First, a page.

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The copy of the Constitution of the United States is believed to be strictly acco in text and punctuation, which, it is understood, can be said of only one other in print—that in the work known as Hickey's Constitution. The statement of differences between it and the Rebel Constitution has been made with extreme The common index to the two instruments shows, at a glance, wherein they d and will be found both interesting and convenient—the whole chapter posses special value to large classes of persons. In presenting the facts upon each subject of legislation, the general plan has b first, to state the result reached, with the final votes; and, then, such proceeding: the intermediate stages, as are of adequate importance, or necessary to explain position of Members. This preparation involved constant selection, concerning wi there may be differences of opinion—some thinking that too much detail on subject is given; others, too little of another. In all cases the rule stated, goveri As far as it has been possible to obtain the Rebel legislation on the same or responding subjects, it has been added, with such of their orders and proclamation were connected with them. A comparison of the two, and the dates of enactm or issue, will prove of service in dispelling delusions and correcting general misc ceptions. Besides the legislation proper, the volume contains, in a classified form, all Messages, Proclamations, Orders, Correspondence, and Addresses of the Preside the Diplomacy of the Secretary of State; valuable letters and papers from the Sec taries of the Treasury, of War, of the Navy, of the Interior, and from the Postmas General; Opinions of the Attorney General upon commanding public questions; th of the Orders of Commanding Officers which are within the scope of the work; t Decisions of the Courts; and such other data as properly belong therein—the wh forming a multitudinous mass of facts, to any one of which the classification adopte and the copious index appended, will, it is hoped, make it easy to refer. The votes by Yeas and Nays have been carefully compared with the Offici Journals of Congress. In preparing these lists, the names of those persons have, f comparison's sake, been italicised, who were elected by, or were at the time general co-operating with, the Democratic party. All others are in roman. Under “Our Foreign Relations” will be found much of permanent value, as we as of current interest and dispute. The chapter on the “Conspiracy of Disunion” contains several very interestin documents, chief of which are the extract from U. S. Senator Maclay's journal 1789, recording, probably, the first threat of disunion uttered in Congress, and upo a subject which remained a matter of complaint in some quarters down to the perio of Secession; and the Minutes of the Proceedings of the Police Commissioners o Baltimore in 1861, one of the most flagrant as well as one of the latest outbursts o treason. Other portions of this chapter will richly bear examination. I greatly regret that want of space has required the omission of many other facts, gathered from our political history, tending to reveal the true character of this foul conspiracy against Liberty, this crime against humanity.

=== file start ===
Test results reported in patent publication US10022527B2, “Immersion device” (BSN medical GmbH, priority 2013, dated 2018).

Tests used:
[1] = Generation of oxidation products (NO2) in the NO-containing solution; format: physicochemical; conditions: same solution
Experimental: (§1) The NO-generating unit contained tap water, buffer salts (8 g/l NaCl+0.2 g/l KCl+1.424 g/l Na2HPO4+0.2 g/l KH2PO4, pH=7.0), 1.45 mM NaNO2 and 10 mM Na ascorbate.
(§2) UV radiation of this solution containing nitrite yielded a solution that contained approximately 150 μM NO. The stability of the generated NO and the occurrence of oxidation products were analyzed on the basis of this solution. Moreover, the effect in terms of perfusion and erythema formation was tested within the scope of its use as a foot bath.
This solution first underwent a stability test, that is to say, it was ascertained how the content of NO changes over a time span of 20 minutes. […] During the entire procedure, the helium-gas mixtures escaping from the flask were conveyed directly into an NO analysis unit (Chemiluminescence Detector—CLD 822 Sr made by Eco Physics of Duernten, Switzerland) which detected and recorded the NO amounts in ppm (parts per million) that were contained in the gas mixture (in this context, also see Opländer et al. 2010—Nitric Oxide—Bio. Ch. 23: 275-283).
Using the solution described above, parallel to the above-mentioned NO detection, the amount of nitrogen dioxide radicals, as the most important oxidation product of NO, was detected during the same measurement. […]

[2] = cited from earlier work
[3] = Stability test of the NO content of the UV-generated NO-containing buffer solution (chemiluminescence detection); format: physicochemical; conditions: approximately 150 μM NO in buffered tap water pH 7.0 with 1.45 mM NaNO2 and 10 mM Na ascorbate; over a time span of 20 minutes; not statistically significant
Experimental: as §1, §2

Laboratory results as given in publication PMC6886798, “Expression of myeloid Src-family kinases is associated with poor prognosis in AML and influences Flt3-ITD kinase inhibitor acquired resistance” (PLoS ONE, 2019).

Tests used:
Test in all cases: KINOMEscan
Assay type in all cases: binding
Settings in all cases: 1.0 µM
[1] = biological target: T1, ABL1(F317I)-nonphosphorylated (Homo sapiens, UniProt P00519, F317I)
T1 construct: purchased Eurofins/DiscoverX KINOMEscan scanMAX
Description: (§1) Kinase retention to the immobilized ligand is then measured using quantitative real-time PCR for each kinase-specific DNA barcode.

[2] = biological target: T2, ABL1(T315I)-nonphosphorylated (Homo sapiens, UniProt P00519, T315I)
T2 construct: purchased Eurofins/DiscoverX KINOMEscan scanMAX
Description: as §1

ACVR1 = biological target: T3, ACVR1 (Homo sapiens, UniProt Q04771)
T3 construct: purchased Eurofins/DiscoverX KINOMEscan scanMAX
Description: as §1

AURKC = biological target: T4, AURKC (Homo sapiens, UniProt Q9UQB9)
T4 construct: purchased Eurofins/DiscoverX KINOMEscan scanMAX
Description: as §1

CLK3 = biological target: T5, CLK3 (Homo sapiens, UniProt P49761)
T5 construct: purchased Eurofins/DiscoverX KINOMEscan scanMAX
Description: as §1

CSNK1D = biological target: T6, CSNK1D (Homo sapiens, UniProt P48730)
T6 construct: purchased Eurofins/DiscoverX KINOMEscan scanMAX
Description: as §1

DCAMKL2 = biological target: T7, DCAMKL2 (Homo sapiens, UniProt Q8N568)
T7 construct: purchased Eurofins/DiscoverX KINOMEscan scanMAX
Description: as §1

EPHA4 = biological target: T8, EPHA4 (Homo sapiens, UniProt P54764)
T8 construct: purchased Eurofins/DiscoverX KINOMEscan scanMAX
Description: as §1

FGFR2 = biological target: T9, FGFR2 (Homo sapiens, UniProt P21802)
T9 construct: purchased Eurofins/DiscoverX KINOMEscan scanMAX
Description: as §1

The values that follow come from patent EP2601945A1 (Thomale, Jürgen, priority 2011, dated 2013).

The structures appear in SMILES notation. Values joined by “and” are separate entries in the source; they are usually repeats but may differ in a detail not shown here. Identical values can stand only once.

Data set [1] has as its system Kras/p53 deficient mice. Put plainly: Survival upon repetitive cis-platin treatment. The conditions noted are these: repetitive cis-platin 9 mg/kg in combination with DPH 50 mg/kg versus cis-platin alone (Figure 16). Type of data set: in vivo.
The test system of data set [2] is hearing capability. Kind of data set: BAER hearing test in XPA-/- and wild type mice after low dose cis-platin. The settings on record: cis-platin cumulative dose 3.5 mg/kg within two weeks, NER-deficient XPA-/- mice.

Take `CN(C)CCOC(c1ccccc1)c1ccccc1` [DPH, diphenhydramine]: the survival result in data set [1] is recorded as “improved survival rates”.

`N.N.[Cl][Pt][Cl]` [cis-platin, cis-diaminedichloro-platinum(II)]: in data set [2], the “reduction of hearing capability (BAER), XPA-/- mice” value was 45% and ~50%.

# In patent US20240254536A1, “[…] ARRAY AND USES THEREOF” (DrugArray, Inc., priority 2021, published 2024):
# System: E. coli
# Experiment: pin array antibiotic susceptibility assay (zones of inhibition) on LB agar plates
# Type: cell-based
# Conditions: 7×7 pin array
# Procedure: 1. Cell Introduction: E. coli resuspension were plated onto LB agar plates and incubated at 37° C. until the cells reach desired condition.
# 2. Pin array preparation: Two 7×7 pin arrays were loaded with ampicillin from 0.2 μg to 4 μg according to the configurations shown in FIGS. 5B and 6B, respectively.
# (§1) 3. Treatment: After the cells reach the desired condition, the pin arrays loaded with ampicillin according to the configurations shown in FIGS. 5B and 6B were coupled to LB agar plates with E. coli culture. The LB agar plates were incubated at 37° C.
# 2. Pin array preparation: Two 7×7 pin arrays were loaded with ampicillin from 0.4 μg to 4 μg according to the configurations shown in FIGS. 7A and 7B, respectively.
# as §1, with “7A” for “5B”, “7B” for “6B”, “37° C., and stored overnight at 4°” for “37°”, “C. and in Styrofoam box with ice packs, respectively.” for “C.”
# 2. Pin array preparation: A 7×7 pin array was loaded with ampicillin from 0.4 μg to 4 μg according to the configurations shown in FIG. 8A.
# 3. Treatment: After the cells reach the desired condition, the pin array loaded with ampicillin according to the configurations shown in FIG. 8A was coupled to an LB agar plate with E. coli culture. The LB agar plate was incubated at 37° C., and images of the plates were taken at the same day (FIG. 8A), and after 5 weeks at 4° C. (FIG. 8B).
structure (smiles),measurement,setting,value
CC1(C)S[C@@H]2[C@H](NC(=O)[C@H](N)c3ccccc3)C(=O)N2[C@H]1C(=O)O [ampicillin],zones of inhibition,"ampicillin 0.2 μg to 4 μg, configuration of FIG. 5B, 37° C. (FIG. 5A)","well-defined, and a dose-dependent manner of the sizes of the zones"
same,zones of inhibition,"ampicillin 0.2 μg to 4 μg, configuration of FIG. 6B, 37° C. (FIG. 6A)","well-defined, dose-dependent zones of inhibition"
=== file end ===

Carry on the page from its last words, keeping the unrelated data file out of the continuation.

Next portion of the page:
The lists of the organization of the Rebel “Provisional" and “Permanent” Government have been made up from every accessible source, and, though not complete, are more nearly so than any other yet published north of the Potomac, and as nearly so as present facilities afford. They are the result of careful and extensive examination. As a matter of interest, the names of those of the conspirators who were once members of the Congress of the Union have been put in italic.